Tippy Goodness – Depression/Anxiety (How to help, not how to have it)

To Be or Not to Be: I Am Not Depression

How do I deal with depression? Glad you didn’t ask!

  • Understand the diagnosis
    • A better understanding of the symptoms will guide you to see where the symptoms are and where you are not
  • I cannot emphasize enough that you are not your thoughts.
    • Meditation is a tool to allow you to observe the transient yet ceaseless nature of your thoughts.
    • Try to not think, you can’t do it. It does not mean you have to engage with the thoughts. Meditation can strengthen this.
  • Mindfulness is another word for meditation.
    • It is a psychological way to take the spiritual association of meditation away. The tools, methodologies, and reasoning are identical to what Siddhartha Gautama taught in 500 BC and what Buddhists and many other eastern philosophies or religions have practiced for millennia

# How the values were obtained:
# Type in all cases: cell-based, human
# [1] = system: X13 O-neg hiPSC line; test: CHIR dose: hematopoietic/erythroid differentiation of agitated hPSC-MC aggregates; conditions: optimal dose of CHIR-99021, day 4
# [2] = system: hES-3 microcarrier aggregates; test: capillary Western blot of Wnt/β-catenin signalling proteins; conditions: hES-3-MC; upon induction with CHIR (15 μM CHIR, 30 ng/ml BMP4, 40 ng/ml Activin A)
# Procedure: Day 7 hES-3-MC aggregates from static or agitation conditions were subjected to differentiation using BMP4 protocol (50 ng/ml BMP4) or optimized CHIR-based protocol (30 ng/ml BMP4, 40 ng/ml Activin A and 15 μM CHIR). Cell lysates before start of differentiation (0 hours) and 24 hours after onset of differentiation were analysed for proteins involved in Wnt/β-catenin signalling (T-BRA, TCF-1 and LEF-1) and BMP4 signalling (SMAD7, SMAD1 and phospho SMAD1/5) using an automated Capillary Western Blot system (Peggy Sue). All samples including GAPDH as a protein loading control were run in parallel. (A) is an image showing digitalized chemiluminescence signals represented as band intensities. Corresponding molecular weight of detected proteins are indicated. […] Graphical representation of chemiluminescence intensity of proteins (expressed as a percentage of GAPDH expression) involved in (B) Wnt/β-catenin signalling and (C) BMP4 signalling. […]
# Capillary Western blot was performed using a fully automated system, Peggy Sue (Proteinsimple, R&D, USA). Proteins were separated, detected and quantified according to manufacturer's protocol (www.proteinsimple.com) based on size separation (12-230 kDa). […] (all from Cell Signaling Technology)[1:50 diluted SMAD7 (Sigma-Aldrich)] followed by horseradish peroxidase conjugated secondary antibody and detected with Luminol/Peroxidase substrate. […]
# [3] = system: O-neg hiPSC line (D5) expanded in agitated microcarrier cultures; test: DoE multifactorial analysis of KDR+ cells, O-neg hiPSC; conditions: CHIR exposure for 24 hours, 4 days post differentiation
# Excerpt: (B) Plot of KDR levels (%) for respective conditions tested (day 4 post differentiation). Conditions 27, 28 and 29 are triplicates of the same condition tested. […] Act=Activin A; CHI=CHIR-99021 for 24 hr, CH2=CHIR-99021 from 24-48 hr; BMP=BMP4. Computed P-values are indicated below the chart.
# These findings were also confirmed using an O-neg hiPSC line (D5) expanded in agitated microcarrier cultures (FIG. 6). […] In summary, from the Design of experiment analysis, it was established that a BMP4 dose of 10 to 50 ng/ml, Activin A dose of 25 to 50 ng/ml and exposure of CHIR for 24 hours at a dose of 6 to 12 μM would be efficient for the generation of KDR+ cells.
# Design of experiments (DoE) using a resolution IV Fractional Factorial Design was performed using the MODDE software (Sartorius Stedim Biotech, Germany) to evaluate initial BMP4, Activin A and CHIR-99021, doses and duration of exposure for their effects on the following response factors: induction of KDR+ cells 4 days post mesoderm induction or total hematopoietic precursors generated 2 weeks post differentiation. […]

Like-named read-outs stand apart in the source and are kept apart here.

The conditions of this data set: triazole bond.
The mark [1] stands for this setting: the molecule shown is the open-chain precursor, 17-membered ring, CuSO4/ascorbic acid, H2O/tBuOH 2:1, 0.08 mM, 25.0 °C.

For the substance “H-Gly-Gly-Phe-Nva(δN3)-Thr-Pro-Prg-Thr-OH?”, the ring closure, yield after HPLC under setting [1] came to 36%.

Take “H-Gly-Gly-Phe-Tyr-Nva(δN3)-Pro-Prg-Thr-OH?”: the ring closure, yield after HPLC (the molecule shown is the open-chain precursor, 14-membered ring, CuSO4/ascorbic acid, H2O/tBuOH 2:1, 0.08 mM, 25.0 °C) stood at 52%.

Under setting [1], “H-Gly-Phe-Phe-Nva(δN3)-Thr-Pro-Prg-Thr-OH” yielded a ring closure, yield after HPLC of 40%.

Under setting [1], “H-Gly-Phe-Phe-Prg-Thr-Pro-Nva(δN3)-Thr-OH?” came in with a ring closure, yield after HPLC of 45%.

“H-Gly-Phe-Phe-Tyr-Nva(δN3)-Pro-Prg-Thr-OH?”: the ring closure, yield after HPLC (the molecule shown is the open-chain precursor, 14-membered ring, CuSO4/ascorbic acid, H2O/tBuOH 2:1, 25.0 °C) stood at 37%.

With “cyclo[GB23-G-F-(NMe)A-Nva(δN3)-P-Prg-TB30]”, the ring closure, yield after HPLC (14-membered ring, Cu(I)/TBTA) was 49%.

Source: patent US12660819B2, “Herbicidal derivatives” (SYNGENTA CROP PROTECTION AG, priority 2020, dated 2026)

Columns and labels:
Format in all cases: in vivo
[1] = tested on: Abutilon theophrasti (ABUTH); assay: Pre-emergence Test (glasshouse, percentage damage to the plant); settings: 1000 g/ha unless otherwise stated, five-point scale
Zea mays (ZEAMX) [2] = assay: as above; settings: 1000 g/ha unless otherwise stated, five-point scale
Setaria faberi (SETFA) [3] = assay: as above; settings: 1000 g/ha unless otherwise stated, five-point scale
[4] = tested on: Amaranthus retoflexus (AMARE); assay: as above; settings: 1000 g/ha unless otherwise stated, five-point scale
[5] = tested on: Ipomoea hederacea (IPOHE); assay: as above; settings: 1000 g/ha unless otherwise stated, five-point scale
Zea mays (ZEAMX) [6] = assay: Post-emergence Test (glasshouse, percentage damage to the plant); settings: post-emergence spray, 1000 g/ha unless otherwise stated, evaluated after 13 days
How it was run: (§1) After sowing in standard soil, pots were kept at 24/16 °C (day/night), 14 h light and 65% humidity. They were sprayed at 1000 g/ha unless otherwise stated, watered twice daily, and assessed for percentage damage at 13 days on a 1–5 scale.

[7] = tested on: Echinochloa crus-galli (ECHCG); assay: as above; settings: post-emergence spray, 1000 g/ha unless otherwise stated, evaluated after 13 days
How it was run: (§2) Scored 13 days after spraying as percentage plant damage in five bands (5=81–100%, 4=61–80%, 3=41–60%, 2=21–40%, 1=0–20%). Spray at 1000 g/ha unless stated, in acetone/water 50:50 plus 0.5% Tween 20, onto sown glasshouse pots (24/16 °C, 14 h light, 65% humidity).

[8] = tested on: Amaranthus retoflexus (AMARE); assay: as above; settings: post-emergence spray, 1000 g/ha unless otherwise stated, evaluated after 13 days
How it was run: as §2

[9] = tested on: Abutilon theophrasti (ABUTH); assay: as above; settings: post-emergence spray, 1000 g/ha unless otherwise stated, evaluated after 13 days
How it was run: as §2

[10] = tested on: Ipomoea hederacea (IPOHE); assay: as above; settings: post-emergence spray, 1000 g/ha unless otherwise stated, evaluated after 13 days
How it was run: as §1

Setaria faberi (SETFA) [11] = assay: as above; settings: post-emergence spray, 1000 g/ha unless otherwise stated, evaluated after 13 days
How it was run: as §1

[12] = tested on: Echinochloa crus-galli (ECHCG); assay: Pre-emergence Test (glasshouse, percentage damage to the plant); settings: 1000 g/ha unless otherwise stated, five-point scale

• Meditation does not have to imply sitting in lotus with your eyes closed for hours.
    • Any open awareness and focused intention can equal meditation. It is bringing yourself to a state where you are observing.
    • It is not equal to stopping your thoughts, and if you are unable to stop your thoughts, you are not failing at meditating.
    • You only fail at meditation when you try to meditate 😉
  • Pranayama (Spiritual) or Breathing techniques (Psychological coping skill) are powerful tools that can prevent panic attacks and/or break negative thought patterns